Politics, Psychotherapy and Boarding School
“You don't have to be mad to work here, but it helps," read the sign in the 'greasy-spoon' café behind whose steamed up windows I had sheltered from the dissolving heavens. Yes, I must be bonkers, I thought.
While normal psychotherapists open their doors to all-comers I had somehow ended up specialising in gender – where you always end up treading on someone's hallowed post-modernist turf – in couple relationships – where the difficult road to intimacy challenges not only the clients – and ex-boarders!
For a quarter of a century I have been pioneering a psychological understanding of how children in boarding school have to survive institutionalised life without parents and how this affects them later on as adults. But even with two books on the subject and lots of media coverage I still meet an extraordinary wall of resistance – it still feels like an uphill battle. I still have to re-invent the wheel each time I put the case. Why should this be?
The boarding habit is so normalised in Britain that we are not aware how extraordinary it is to foreigners. We are like fish that don't notice the water they swim in. In education we have institutionalised it as something called the 'Independent System' and have allowed it to become favourably polarised with state provision.
Blinded by terms like 'parental choice', we can't see the trap: what parent who had the money would not “want the best" for their children? Normalisation is a very powerful defence mechanism often overlooked by our profession. It operates on a systemic and therefore social, rather than individual, level. Psychotherapy can get bogged down in the myth of individualism, running from the political to hide in the private, morbidly afraid of generalisations, systemic perspectives, national characteristics.
Such attitudes affect how we see our clients and their issues, and in a class-ridden society like Britain are irresponsible, I think. In 2011 I was required to remove overt political references by the BJP, Therapy Today, and even the newsletter of Boarding Concern. But this year, the zeitgeist seems to be shifting, Therapy Today kindly invited me to write what I wanted about how boarding produces Wounded Leaders, yet in the following edition several letters from outraged therapists were published. Many of these objected violently to the idea that boarding damages all children, missing that I said all have to survive it. Perhaps as ex-boarders they were constrained by the all too-frequent shame over the privilege, or the fear of seeming damaged goods.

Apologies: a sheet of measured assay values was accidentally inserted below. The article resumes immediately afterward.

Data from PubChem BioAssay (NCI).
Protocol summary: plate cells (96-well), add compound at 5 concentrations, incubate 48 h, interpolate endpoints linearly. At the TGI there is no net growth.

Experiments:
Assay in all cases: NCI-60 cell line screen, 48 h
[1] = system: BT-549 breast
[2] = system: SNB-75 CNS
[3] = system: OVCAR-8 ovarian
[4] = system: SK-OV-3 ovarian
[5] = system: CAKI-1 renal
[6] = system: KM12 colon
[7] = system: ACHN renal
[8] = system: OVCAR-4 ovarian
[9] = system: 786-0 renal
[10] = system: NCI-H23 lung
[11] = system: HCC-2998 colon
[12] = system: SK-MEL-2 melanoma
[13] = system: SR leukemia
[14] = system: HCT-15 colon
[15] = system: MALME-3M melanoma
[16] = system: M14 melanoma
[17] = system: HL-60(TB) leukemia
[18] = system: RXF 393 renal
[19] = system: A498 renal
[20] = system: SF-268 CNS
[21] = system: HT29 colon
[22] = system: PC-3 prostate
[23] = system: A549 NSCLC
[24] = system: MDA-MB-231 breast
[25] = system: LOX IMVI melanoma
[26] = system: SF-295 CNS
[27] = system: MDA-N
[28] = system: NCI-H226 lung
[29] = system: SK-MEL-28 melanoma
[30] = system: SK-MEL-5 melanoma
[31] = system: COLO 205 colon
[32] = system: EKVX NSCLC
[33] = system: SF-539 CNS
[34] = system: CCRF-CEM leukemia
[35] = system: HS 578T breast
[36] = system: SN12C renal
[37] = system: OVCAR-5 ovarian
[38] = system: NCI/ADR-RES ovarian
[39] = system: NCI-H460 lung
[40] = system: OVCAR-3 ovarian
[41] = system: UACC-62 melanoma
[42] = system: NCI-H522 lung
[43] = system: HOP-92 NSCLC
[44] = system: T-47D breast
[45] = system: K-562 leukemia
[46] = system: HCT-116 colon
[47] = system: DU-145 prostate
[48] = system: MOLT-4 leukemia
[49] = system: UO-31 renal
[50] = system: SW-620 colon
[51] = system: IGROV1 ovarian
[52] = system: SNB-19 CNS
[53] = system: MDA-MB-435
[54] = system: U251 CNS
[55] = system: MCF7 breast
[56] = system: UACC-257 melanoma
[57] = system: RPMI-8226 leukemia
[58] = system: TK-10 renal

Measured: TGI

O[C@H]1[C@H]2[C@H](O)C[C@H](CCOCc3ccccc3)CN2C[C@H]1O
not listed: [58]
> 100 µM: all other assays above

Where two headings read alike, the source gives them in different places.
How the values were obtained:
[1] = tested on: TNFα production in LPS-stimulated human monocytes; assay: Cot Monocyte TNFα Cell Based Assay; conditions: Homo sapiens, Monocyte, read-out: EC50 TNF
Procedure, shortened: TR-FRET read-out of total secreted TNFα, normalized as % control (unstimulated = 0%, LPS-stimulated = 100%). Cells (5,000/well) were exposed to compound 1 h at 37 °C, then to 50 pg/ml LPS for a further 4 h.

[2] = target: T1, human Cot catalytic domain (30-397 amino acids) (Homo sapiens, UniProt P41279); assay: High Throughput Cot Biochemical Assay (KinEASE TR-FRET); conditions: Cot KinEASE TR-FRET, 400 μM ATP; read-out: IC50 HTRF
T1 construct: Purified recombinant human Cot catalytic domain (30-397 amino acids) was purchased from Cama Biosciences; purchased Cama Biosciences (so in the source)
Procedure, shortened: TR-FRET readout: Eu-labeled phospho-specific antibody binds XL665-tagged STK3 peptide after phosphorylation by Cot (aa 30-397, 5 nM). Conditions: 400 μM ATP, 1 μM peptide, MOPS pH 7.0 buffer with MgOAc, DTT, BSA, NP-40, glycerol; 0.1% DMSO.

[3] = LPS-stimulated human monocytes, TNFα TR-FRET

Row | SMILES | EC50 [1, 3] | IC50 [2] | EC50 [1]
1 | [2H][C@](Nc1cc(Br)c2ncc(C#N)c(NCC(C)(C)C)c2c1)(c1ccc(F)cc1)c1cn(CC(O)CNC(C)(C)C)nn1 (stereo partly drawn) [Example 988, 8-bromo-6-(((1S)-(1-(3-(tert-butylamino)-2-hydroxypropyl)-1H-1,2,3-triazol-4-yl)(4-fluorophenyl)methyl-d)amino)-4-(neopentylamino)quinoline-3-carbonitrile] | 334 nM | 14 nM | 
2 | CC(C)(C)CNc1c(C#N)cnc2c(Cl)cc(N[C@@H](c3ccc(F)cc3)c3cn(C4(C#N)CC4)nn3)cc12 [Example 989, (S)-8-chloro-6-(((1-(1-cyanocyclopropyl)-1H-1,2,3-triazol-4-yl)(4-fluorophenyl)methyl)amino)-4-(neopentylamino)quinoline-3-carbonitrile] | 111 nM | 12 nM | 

The truth is that every boarding child has to survive its privileged abandonment, has no option but to adapt itself to the new life away from home. This must be accomplished very rapidly, usually in three fundamental ways: dissociating from feelings, beginning with the sadness of homesickness and the rage at abandonment; giving up on trusting others; and constructing an external shell, which looks like the independent, confident product equipped with homogeneous “well-spoken" accent, advertised in their glossy brochures by the schools to their customers, the parents.
When journalists tell me they wish to visit a boarding school I reply they may be wasting their time, because the children there will already have their 'happy masks' on. It may take 20 or 30 years till the ex-boarder's behaviour in family life starts to raise questions. By adulthood, shame prevents admitting the difficulties, false confidence masks them, fear of no longer being able to survive prevents recognising the syndrome. The lost habit of talking about feelings completes the silence, as Professor Joy Schaverien, who coined the term Boarding School Syndrome, explains: “The boarding school child … learns not to complain".
But things may be changing; the opening out of politics in Scotland is one sign. The University of Edinburgh recently invited Sally Fraser of Boarding School Action and I to debate “This house would ban boarding for the under 16s". Our win meant Scottish Newsnight picked it up and interviewed me sympathetically, without all the ironic aggression and defensiveness I have come to expect in England. Why? I believe that a large part of the Independence vote specifically rejected the public-school bullying style normalised in Westminster.
Next The Sunday Herald, featured Vicky Allan's article The Board Generation. Writing as a mother and a wife, Allan has no doubt of the importance of the issue but wonders if it is a national or a local issue: “Some may wonder why we should bother about a tiny fraction of the population to whom privilege bequeathed boarding school syndrome. When about 16,000 Scottish children are in residential care, why trouble over the trauma of a few posh kids? One good reason is that these are the people who rule and influence; who shape our culture, politics and economics.
For me, there is another reason: the desire to understand my other half. I look at what, at eight years old, he was gifted as privilege. I see my own sons coming up to the same age and I am glad they, and I, will never have to experience that". 'Nuff said, I think.